● Trading a first-round pick for Omer Asik, then re-signing him to a five-year contract worth approximately $52 million. Asik's contract is non-guaranteed in its final year, and that may be its only saving grace. Otherwise, this is considered one of the worst deals in the league, as Asik has regressed to the point that the $31 million he's due over the next three seasons is basically viewed as a sunk cost.

When they say you're a sunk cost. Photo by Leon Halip-USA TODAY Sports

Those three whiffs have made finding value vital for New Orleans. Heading into next season, the Pelicans are over the salary cap; in 2017-18, the organization potentially will have $78 million on its cap sheet. That's fine if you're the Golden State Warriors, but not so much when you're lacking a reliable second, third, and possibly fourth offensive option signed for multiple years. Worse still, New Orleans has only one young asset with potential to become a viable option and/or a young trade chip: Buddy Hield, the No. 6 overall pick in this year's NBA draft.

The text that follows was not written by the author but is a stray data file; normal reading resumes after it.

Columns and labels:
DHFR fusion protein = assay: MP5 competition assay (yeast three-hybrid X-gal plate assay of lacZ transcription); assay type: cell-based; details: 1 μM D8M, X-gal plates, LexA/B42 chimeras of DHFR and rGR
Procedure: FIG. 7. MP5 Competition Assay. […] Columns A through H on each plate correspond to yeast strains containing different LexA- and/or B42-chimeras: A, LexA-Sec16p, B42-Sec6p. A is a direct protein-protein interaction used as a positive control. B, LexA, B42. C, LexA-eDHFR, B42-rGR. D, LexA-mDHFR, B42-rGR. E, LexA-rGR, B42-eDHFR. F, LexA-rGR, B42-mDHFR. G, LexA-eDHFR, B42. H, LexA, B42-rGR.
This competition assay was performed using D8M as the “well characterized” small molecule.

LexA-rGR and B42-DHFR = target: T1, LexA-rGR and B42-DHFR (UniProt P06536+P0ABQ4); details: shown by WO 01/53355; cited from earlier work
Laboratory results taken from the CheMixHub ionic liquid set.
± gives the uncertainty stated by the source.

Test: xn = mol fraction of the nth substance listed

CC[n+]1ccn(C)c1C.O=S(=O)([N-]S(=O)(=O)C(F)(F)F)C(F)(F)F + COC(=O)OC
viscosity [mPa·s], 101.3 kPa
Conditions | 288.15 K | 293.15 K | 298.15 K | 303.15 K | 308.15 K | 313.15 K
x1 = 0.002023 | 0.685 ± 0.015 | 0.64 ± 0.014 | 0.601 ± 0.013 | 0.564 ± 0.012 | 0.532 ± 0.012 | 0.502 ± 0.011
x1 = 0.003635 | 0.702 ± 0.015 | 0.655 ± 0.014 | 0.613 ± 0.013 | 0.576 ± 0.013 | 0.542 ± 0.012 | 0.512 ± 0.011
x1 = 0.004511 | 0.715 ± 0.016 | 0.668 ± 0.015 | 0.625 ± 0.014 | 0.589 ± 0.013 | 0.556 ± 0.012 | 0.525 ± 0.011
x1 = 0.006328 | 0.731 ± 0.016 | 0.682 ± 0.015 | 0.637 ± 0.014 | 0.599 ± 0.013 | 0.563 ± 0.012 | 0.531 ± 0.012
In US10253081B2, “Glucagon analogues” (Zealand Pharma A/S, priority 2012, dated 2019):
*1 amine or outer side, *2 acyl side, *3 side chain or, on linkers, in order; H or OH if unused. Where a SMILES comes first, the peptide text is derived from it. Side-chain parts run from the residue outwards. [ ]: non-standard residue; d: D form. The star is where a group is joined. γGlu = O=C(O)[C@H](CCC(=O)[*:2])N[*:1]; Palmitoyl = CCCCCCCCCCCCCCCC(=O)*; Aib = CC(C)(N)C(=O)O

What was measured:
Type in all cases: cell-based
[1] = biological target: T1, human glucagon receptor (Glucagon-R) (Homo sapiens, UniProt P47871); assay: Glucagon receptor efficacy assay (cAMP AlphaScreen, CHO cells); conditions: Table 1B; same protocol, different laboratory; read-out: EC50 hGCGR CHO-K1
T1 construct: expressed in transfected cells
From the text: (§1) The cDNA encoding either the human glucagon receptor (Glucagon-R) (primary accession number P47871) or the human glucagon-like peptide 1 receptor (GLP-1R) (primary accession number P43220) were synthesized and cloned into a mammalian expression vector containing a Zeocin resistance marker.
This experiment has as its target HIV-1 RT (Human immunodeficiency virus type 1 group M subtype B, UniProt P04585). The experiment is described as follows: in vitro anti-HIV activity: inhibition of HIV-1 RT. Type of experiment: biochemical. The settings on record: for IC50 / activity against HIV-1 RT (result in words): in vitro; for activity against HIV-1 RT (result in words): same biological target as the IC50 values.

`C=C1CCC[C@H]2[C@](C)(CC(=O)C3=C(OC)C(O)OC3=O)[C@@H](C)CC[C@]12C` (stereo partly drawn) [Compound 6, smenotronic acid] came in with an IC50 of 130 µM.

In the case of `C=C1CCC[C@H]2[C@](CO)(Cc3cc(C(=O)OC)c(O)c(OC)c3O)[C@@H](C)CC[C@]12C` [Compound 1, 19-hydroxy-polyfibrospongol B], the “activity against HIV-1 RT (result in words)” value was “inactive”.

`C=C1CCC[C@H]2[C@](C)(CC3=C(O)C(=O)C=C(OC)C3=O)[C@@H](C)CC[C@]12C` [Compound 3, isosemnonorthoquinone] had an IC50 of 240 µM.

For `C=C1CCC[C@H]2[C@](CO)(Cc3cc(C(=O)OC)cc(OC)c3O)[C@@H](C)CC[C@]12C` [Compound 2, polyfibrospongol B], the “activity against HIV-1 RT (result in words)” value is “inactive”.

As for the team's summer signings? While they certainly will help push the Pelicans into playoff contention, they don't give the franchise much room to grow. Hill has developed into a strong, versatile defender who can guard three positions well—something extremely valuable for a team that finished 27th a season ago in defensive efficiency—and hit the occasional shot. Still, it's hard to see how his four-year, $48 million deal will generate surplus contract value when his best-case scenario is becoming a Harrison Barnes-in-Golden-State-type fifth option who doesn't create offense.